- Superiors (military and civilian supervisors, unit officers, and NCOs) are prohibited from influencing the decisions of their subordinates regarding participation as research subjects.
- Superiors in the chain of command (unit officers, senior NCOs, and equivalent civilians) may not be present at any recruitment or informed consent sessions.
- When applicable, superiors so exclude shall be afforded the opportunity to participate as human subjects.
- Ombudsman requirement:
- When research is greater than minimal risk and recruitment occurs in a group setting, an ombudsman who is not associated with research must be appointed by the IRB.
- Ombudsman will monitor consent process for voluntariness and clarity, and serve as point of contact for subject questions.
- Appointment of ombudsman for minimal risk research is at the discretion of the IRB.
- DoD Civilian personnel
- Recruitment must follow local policy.
- Procedures preventing undue influence from superiors must be followed as described in II.I.1.-4. above.
- When research is greater than minimal risk and recruitment occurs in a group setting, IRB will discuss the need for appointing an ombudsman based on protocol specific considerations.
- If appointed by the IRB, the ombudsman will function as described in II. I.5.b.
- Research Monitor
- Required for DoD-supported greater than minimal risk research.
- When a research monitor is required, IRB must:
- approve the monitor by name and
- determine, document and provide a written summary of the monitor’s duties, responsibilities and authorities.
- There may be more than one research monitor if different skills and experience are needed.
- The monitor may also serve as an ombudsman or a member of the DSMB.
- Research monitors must:
- have appropriate expertise to oversee research;
- perform duties assigned by the IRB; and
- be independent from the research team.
- The research monitor has the authority to take appropriate actions to protect human subjects until the IRB can respond to the monitor’s report, including:
- stopping research or
- removing subjects from the research.
- Duties are based on specific risks and concerns of research and may include:
- oversight functions, such as observing recruitment, enrollment procedures and consent process, oversee study interventions and interactions;
- review monitoring plans and unanticipated problems involving risks to subjects or others;
- oversee data matching, collection and analysis;
- discuss research protocol with researchers, interview subjects, and consult with others outside of study; and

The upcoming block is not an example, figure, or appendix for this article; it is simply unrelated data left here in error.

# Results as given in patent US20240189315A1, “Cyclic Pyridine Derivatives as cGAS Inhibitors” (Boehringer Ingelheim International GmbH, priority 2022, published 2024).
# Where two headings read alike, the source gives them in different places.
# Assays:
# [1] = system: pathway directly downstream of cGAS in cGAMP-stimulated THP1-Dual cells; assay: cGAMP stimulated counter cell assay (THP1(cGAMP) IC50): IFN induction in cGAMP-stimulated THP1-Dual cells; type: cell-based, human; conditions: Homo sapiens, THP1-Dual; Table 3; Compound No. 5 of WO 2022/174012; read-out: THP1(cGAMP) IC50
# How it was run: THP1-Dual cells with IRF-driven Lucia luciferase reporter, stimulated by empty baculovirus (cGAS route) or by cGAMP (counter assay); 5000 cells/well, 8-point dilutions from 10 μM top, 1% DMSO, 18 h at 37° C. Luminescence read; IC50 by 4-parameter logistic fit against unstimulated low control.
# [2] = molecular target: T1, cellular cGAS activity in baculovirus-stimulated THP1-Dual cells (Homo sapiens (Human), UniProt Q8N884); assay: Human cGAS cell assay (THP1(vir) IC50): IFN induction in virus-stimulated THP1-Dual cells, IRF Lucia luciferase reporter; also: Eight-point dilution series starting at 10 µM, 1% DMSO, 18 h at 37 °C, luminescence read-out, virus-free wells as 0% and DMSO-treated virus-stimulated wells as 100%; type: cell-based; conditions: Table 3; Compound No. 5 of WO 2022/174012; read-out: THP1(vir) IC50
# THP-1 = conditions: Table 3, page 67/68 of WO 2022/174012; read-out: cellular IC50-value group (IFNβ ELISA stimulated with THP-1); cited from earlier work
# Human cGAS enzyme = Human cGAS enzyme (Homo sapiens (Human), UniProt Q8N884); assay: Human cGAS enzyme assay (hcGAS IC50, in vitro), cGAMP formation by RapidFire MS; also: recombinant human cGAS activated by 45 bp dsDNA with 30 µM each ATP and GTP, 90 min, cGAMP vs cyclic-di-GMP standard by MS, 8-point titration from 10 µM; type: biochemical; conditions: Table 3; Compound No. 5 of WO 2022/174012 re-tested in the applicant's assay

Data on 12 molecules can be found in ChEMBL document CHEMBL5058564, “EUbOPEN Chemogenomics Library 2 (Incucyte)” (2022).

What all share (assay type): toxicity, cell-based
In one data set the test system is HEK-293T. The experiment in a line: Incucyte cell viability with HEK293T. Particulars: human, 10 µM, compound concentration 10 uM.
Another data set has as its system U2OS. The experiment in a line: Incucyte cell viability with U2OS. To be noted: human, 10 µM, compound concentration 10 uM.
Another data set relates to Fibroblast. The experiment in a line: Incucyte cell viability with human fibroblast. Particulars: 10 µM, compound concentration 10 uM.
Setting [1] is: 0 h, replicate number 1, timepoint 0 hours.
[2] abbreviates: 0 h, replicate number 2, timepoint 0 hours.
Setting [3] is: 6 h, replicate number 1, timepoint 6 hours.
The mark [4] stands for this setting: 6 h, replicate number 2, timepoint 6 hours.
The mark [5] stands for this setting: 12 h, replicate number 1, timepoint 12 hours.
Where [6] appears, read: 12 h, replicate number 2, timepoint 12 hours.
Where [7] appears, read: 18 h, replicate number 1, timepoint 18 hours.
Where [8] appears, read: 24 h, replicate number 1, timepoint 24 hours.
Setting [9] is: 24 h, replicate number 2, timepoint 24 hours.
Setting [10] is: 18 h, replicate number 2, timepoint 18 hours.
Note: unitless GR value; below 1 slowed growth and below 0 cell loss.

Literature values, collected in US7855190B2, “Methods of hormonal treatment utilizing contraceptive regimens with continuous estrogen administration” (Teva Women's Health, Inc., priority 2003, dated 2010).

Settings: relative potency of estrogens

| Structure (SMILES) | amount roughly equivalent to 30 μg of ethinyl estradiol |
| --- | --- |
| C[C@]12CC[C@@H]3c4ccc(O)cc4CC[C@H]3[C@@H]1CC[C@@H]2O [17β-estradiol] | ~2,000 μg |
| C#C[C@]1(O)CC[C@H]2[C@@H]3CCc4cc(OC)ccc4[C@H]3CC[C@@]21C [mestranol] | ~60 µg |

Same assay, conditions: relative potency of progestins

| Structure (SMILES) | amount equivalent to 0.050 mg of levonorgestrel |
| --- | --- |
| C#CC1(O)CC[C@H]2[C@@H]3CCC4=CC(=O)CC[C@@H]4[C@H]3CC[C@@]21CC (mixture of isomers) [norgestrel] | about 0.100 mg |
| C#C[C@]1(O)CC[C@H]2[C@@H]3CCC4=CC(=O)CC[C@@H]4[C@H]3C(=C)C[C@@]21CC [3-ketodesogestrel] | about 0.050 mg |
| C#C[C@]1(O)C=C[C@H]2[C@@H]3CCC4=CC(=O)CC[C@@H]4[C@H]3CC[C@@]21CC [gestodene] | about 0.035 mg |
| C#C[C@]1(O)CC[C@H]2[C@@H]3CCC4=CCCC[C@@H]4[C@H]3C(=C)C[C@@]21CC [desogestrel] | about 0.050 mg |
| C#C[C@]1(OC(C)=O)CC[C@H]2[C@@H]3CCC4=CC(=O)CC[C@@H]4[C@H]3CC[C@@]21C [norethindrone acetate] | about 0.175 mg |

- report observations and findings to the IRB or designated official;
- Requirement for research monitor may be waived by DoD-component heads or delegates.
- Appointment of research monitor is optional for minimal risk research.
- Limitations on waivers of informed consent
- DoD places limitations on waiver of informed consent for nonexempt human subject research supported by DoD
- When the research meets the DoD definition of research involving a human being as an experimental subject (see above), informed consent may not be waived and must be obtained from the experimental subject or the subject’s legal representative.
- If consent is to be obtained from the experimental subject’s legal representative, the research must intend to benefit the individual subject.
- Assistant Secretary of Defense for R&D or delegate may waive this limitation if the research is necessary to advance the development of a medical product for the Military Services, may directly benefit the individual experimental subject, and is conducted in compliance with all other applicable laws and regulations.
- For minimal risk research, IRB may waive some elements of consent provided consent is completely voluntary and subject understands risks.
- Participants do not meet the definition of experimental subject when research activities are limited to the exemption criteria at 32 CFR 219.101(b), and research involving the collection or study of existing data, documents, records, or specimens from living individuals (DoDI 3216.02, 11/8/2011). In these instances, the IRB may waive informed consent in accordance to the criteria at 45 CFR 46.116 (c) and (d).
- Protecting Subjects from Medical Expenses
- DoD-conducted greater than minimal risk research must establish procedures to protect subjects from medical expenses that are a direct result of their participation in the research.
- The above requirement applies only to research activities performed by DoD personnel and does not apply to expenses resulting from injury due to actions performed by the non-DoD institution(s).
- When DoD personnel are involved in the conduct of human subject research at a collaborating institution and DoD does not have primary involvement, DoD-Components are not required to have procedures to protect human subjects from medical expenses. Determination of primary involvement shall be based on consideration of the type and portion of the DoD involvement in the collaborative research (e.g., research staff, human subjects, facilities, equipment, IRB, and all other assets).
- When it is difficult to separate DoD involvement from that of the non-DoD institution, the Head of the DoD-Component may waive the requirement for procedures to protect human subjects from medical expenses.